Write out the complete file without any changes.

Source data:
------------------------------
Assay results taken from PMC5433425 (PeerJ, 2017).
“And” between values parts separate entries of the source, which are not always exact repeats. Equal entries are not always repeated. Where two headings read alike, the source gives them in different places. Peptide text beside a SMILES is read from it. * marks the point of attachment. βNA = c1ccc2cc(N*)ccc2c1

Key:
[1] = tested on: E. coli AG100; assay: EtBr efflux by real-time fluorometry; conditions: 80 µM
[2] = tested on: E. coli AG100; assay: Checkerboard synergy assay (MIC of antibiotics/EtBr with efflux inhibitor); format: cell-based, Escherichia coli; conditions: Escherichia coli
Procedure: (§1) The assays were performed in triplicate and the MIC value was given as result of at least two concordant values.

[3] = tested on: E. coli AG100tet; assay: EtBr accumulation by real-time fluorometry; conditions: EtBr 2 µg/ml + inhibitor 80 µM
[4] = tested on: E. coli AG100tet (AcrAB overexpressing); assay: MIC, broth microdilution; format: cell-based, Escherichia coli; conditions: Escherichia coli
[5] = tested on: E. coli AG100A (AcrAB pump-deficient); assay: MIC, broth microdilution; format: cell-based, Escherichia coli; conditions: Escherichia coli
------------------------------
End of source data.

Assay results taken from PMC5433425 (PeerJ, 2017).
“And” between values parts separate entries of the source, which are not always exact repeats. Equal entries are not always repeated. Where two headings read alike, the source gives them in different places. Peptide text beside a SMILES is read from it. * marks the point of attachment. βNA = c1ccc2cc(N*)ccc2c1

Key:
[1] = tested on: E. coli AG100; assay: EtBr efflux by real-time fluorometry; conditions: 80 µM
[2] = tested on: E. coli AG100; assay: Checkerboard synergy assay (MIC of antibiotics/EtBr with efflux inhibitor); format: cell-based, Escherichia coli; conditions: Escherichia coli
Procedure: (§1) The assays were performed in triplicate and the MIC value was given as result of at least two concordant values.

[3] = tested on: E. coli AG100tet; assay: EtBr accumulation by real-time fluorometry; conditions: EtBr 2 µg/ml + inhibitor 80 µM
[4] = tested on: E. coli AG100tet (AcrAB overexpressing); assay: MIC, broth microdilution; format: cell-based, Escherichia coli; conditions: Escherichia coli
[5] = tested on: E. coli AG100A (AcrAB pump-deficient); assay: MIC, broth microdilution; format: cell-based, Escherichia coli; conditions: Escherichia coli